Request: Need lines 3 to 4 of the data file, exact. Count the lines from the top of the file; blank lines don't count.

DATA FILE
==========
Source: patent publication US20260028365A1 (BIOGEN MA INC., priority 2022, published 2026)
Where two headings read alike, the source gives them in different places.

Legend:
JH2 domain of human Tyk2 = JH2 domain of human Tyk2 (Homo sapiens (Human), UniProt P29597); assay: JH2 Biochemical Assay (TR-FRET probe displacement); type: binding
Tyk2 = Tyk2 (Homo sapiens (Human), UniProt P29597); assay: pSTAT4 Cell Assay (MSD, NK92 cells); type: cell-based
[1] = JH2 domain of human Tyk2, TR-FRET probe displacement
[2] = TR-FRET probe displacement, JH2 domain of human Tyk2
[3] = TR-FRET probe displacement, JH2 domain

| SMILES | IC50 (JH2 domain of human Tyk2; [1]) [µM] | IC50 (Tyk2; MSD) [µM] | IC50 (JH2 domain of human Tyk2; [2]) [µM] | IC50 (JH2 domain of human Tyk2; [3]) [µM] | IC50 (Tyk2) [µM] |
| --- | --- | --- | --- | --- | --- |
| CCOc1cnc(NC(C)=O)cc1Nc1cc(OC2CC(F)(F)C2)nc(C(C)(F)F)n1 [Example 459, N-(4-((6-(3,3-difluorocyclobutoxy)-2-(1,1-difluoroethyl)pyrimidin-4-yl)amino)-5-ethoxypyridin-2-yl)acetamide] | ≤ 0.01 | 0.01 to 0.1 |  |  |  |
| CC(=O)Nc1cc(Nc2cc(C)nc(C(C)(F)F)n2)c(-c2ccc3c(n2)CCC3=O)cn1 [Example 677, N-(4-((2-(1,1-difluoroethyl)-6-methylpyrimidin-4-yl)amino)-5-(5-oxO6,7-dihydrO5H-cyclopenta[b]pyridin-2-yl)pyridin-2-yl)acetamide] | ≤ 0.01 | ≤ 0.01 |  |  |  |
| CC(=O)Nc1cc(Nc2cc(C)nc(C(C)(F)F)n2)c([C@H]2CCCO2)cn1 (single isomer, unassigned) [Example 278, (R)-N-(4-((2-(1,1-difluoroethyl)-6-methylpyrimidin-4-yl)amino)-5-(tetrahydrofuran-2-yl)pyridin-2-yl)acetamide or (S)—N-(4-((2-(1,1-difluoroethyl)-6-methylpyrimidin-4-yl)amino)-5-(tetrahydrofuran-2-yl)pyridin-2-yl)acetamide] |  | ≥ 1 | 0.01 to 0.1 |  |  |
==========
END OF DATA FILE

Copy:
Legend:
JH2 domain of human Tyk2 = JH2 domain of human Tyk2 (Homo sapiens (Human), UniProt P29597); assay: JH2 Biochemical Assay (TR-FRET probe displacement); type: binding